It’s regrettable that Washington is sending ambiguous signals to Taiwan on economic engagement.

Taiwan, America’s longtime valued, like-minded, and willing partner, has voiced its strong desire to be a “full member” in the Indo-Pacific Economic Framework of the United States.

But at a March 31 hearing, U.S. Trade Representative Katherine Tai declined to say whether Taiwan would be invited to join the Indo-Pacific economic strategy.

That equivocal response of Tai, who was testifying before the Senate Finance Committee, sparked Sen. Bob Menendez’s well-grounded criticism.

Underscoring that Taiwan is a key strategic and trading partner intertwined with U.S. economic security, the New Jersey Democrat observed, “I get a sense from that answer that we will not include Taiwan within the IPEF, which is missing an opportunity.”

He’s right about that.

Taiwan’s free and vibrant economy is a democratic success story.

Taiwan’s resilient commitment to cultivating a free economy and a vibrant civil society through independent democratic institutions has unambiguously made the country a notable economic powerhouse for the Indo-Pacific region.

Taiwan achieved the status of the economically “free” category for the first time in the latest edition of The Heritage Foundation’s annual Index of Economic Freedom, which assesses the economies of 184 countries based on 12 indicators of economic freedom—from property rights to financial freedom.

These indicators are grouped into four categories: rule of law, limited government, regulatory efficiency, and market openness.

As the 2022 index notes, Taiwan is one of the few countries in the world to have experienced continuous economic growth during the past five years. Economic freedom has increased significantly during that period as well.

From a practical bilateral economic perspective, Taiwan is America’s ninth-largest overall trading partner. Accounting for more than 90% of the world’s semiconductor outputs, the island nation’s economy occupies a critical position in the global high-tech supply chain and is a proven economic partner of the United States.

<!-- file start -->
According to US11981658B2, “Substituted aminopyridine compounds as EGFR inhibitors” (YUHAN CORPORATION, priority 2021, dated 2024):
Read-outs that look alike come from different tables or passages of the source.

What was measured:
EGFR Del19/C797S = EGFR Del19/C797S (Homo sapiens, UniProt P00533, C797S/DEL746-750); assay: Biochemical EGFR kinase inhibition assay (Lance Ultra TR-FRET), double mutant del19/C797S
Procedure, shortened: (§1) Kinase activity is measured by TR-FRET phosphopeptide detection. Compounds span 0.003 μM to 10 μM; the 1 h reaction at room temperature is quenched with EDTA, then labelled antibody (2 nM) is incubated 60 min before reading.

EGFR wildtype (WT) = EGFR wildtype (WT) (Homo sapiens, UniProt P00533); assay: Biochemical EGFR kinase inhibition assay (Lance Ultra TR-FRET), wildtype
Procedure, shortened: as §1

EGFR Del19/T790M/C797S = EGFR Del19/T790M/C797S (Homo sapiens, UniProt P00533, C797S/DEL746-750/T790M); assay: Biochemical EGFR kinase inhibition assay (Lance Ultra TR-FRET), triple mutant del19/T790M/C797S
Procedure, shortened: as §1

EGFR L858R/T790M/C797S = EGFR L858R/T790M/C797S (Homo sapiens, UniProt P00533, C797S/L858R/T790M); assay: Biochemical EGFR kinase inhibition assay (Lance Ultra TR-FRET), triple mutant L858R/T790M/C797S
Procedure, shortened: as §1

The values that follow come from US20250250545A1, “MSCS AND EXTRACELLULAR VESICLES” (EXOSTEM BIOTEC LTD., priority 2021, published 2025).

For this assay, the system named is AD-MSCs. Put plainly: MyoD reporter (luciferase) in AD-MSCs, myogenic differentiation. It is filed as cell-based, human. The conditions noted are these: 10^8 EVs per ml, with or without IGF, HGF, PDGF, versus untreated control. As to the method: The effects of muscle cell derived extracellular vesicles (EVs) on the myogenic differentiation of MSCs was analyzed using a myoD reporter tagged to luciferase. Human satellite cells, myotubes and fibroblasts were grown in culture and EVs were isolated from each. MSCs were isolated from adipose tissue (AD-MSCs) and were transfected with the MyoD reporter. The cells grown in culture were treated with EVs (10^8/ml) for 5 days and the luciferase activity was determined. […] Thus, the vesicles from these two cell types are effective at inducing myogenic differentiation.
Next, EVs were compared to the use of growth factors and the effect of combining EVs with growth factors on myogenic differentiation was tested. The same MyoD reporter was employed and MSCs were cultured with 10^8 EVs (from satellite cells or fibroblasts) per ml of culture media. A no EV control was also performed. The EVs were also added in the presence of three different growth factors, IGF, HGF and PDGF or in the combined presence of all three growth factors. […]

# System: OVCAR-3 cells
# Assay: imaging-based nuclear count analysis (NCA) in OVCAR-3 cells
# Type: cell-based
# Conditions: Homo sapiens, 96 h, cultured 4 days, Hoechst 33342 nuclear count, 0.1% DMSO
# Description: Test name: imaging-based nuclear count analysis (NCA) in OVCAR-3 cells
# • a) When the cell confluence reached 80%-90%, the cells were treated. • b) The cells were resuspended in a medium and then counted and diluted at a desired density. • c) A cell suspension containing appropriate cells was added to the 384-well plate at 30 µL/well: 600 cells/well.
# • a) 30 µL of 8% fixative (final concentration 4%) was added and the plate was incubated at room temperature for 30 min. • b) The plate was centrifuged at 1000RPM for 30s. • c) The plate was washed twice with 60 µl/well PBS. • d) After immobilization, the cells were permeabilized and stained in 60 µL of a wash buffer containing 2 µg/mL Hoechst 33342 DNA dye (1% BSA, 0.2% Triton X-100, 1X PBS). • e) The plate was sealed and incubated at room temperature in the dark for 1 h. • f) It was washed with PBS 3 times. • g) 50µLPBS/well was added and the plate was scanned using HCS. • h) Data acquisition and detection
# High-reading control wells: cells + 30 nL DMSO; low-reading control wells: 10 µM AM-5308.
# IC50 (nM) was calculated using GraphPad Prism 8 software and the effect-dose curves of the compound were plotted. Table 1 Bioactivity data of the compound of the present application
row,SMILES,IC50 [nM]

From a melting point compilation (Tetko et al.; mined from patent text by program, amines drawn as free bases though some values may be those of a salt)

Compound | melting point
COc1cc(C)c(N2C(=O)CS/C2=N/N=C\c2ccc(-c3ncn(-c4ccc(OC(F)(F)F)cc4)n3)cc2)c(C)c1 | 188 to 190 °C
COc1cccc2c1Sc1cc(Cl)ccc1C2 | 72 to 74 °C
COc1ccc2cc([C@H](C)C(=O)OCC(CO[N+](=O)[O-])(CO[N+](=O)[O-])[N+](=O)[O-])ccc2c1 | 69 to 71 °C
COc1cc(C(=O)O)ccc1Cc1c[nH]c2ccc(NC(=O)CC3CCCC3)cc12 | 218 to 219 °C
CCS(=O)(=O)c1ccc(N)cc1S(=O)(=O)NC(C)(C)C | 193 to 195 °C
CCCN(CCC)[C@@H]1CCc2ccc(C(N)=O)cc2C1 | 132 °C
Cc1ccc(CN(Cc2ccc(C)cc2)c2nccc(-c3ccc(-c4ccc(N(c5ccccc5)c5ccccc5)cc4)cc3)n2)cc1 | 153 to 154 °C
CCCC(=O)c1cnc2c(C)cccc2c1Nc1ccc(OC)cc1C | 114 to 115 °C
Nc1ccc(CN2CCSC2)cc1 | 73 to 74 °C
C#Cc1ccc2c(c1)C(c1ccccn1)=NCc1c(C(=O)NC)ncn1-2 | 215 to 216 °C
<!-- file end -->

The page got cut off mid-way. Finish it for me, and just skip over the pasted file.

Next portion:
Equally notable is that Taiwan is a shining light of democracy, with more than 23 million people who uphold many of the same values we cherish in the United States and throughout the free world.

Not surprisingly, Taiwan recently ranked as the eighth-most-vibrant democracy in the world, according to the Economist Intelligence Unit’s latest Democracy Index. The index is based on five key metrics: electoral process and pluralism, functioning of government, political participation, political culture, and civil liberties.

Taiwan’s proven track record of being a free market democracy is not only remarkable, but also should be enhanced further through pragmatic, strategic partnerships with the United States and other like-minded, willing countries around the world.

According to Washington’s latest Indo-Pacific Strategy document, “China’s coercion and aggression spans the globe, but it is most acute in the Indo-Pacific.” To achieve a more free and open region, the document points out that the U.S. will build coalitions by deepening treaty alliances and strengthening relationships with leading partners such as Taiwan, New Zealand, and Singapore.

Unfortunately, the Biden administration’s Indo-Pacific strategy and its economic framework still lack details on methods and means for confronting America’s most daunting challenge in the region.

Yet the strategy paper at least underscored that it is in the interest of America “to ensure an environment in which Taiwan’s future is determined peacefully in accordance with the wishes and best interests of Taiwan’s people.”

Taiwan has demonstrated to the world that freedom is a stabilizing force and that free enterprise, free association, and free speech lead to entrepreneurship, prosperity, and security.

That’s precisely why Taiwan matters to the world now more than ever.

As then-Secretary of State Mike Pompeo noted in 2019, Taiwan is “a democratic success story, a reliable partner, and a force for good in the world.”

To that end, including Taiwan in the Indo-Pacific Economic Framework is the logical next step for further elevating dynamic economic interaction between Taipei and Washington.

In the context of Russia’s ongoing invasion of Ukraine, staunch U.S. advocacy for Taiwan on closer economic interaction is especially vital.

Tai was right to call Taiwan as “an essential partner.” Now is time to act on that by more closely working with Taiwan through America’s economic framework for the Indo-Pacific.

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